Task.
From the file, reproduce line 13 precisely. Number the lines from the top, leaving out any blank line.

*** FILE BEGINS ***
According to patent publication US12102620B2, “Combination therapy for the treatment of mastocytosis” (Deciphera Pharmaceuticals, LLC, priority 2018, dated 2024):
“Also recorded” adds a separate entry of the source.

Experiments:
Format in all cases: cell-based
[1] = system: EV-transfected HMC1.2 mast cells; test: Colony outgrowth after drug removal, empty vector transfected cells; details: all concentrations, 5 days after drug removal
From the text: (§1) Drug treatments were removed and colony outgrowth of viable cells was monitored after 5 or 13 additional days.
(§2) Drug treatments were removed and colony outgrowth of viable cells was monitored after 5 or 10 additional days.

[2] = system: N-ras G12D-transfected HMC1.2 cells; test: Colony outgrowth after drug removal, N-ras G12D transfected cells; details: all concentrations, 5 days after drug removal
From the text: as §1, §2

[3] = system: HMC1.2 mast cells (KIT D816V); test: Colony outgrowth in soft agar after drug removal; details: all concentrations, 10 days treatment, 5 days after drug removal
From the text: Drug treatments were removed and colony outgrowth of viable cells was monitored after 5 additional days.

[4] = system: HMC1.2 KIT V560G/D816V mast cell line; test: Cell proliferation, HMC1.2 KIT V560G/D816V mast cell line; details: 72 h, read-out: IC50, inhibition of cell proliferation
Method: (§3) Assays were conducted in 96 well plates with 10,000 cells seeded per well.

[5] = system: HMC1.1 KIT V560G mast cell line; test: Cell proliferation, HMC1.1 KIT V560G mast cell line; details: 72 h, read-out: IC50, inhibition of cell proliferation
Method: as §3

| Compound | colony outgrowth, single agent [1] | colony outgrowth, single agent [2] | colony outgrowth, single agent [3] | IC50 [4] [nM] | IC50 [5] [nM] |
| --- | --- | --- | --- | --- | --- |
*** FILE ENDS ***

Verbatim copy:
Method: (§3) Assays were conducted in 96 well plates with 10,000 cells seeded per well.